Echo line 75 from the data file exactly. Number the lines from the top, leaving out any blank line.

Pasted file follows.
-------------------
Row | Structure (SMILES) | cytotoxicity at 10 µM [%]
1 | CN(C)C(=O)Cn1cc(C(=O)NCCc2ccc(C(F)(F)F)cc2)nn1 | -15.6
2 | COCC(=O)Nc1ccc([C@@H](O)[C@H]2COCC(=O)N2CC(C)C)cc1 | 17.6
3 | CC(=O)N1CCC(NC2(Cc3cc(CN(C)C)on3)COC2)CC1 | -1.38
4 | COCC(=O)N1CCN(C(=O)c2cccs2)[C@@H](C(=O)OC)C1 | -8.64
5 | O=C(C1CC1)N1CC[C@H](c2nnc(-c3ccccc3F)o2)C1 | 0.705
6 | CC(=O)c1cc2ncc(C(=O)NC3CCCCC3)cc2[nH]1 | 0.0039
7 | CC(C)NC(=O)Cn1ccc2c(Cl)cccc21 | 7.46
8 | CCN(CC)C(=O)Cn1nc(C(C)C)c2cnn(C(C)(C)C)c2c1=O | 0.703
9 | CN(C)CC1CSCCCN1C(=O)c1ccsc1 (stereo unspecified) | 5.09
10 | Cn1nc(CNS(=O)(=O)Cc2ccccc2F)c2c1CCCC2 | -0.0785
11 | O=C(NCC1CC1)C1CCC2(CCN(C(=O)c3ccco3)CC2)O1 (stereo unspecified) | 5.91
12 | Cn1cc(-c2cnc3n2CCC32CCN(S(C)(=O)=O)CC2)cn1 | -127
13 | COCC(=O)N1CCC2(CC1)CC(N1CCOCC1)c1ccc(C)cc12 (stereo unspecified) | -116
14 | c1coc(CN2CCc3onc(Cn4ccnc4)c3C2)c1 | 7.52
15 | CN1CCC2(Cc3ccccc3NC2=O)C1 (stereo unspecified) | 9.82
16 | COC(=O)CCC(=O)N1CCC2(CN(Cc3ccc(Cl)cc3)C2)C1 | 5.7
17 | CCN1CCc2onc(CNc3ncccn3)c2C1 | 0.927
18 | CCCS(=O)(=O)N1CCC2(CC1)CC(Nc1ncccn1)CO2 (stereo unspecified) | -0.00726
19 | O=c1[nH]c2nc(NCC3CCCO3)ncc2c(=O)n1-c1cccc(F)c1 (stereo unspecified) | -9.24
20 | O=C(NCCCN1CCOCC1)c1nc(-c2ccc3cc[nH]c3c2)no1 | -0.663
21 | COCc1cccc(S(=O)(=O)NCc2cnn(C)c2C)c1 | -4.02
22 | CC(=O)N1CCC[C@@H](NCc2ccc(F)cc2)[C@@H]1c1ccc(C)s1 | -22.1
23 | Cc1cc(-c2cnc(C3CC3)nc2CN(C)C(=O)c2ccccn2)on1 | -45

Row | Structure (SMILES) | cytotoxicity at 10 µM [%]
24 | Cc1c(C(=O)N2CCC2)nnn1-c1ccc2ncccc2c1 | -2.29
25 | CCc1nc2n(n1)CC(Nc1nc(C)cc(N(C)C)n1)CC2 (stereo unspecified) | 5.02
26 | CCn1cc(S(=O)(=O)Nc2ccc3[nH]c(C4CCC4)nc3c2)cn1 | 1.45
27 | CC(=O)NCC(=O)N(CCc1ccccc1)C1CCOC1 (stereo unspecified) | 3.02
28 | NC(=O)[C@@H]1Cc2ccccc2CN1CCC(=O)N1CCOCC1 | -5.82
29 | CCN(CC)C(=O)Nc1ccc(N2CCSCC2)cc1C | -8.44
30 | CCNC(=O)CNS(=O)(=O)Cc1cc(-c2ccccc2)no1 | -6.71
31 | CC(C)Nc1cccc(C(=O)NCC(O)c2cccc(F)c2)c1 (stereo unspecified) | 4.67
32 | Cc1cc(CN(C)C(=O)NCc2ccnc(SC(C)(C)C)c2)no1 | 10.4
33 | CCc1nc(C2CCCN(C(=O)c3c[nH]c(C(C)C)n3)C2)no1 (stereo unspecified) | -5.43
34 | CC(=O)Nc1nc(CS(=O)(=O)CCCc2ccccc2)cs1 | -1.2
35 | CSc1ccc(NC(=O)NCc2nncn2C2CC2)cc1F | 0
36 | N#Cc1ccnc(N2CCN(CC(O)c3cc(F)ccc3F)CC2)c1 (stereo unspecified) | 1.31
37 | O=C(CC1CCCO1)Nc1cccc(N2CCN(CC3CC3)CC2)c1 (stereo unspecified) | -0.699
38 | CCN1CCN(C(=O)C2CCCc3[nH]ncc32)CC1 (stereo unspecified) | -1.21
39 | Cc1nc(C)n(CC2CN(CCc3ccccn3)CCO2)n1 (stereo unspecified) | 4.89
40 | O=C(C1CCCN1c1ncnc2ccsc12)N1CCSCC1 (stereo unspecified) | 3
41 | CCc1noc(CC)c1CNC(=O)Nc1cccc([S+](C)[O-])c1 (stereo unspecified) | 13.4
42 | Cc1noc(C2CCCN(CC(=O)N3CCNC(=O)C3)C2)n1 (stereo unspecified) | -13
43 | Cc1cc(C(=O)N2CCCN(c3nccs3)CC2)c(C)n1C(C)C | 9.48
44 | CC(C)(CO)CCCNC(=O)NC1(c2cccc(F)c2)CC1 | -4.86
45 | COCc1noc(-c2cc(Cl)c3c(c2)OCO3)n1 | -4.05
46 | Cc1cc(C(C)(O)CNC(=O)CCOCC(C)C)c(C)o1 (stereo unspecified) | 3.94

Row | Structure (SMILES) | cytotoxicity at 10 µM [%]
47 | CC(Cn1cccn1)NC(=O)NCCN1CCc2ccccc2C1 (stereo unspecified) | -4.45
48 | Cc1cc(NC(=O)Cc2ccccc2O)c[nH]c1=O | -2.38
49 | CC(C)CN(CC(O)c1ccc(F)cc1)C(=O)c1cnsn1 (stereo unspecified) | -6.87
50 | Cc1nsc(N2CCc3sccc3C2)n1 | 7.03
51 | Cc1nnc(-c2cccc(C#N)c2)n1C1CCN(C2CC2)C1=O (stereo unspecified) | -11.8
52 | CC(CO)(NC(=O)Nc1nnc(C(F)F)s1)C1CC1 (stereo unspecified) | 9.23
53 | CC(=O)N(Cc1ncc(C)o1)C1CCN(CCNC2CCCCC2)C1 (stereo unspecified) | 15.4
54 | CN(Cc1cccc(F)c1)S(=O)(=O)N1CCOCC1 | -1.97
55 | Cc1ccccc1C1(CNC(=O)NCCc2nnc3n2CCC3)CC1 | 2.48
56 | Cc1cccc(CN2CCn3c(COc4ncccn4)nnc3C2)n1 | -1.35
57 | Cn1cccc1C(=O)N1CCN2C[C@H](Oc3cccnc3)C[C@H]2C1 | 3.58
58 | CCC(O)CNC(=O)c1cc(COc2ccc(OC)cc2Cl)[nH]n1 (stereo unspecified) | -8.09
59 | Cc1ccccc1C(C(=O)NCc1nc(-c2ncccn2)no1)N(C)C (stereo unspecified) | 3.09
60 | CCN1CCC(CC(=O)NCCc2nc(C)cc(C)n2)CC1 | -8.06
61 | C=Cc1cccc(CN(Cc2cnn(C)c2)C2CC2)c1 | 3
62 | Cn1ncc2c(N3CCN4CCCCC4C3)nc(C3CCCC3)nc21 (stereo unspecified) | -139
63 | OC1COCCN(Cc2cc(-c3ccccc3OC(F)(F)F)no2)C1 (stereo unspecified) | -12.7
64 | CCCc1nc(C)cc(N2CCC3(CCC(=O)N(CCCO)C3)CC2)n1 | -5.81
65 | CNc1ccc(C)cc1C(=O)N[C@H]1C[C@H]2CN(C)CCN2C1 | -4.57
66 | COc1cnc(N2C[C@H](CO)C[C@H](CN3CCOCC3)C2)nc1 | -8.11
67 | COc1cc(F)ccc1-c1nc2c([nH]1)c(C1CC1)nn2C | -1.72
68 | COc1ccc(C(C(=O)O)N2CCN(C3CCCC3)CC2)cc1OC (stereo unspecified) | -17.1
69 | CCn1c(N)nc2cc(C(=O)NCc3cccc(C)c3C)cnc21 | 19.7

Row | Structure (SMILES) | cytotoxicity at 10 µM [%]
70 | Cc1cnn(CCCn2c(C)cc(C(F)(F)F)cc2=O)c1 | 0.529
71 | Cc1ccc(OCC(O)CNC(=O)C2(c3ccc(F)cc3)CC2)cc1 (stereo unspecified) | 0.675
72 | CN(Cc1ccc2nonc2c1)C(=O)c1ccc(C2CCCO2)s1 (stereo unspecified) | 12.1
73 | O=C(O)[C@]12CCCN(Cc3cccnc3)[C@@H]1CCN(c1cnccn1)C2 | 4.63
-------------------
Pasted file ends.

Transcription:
71 | Cc1ccc(OCC(O)CNC(=O)C2(c3ccc(F)cc3)CC2)cc1 (stereo unspecified) | 0.675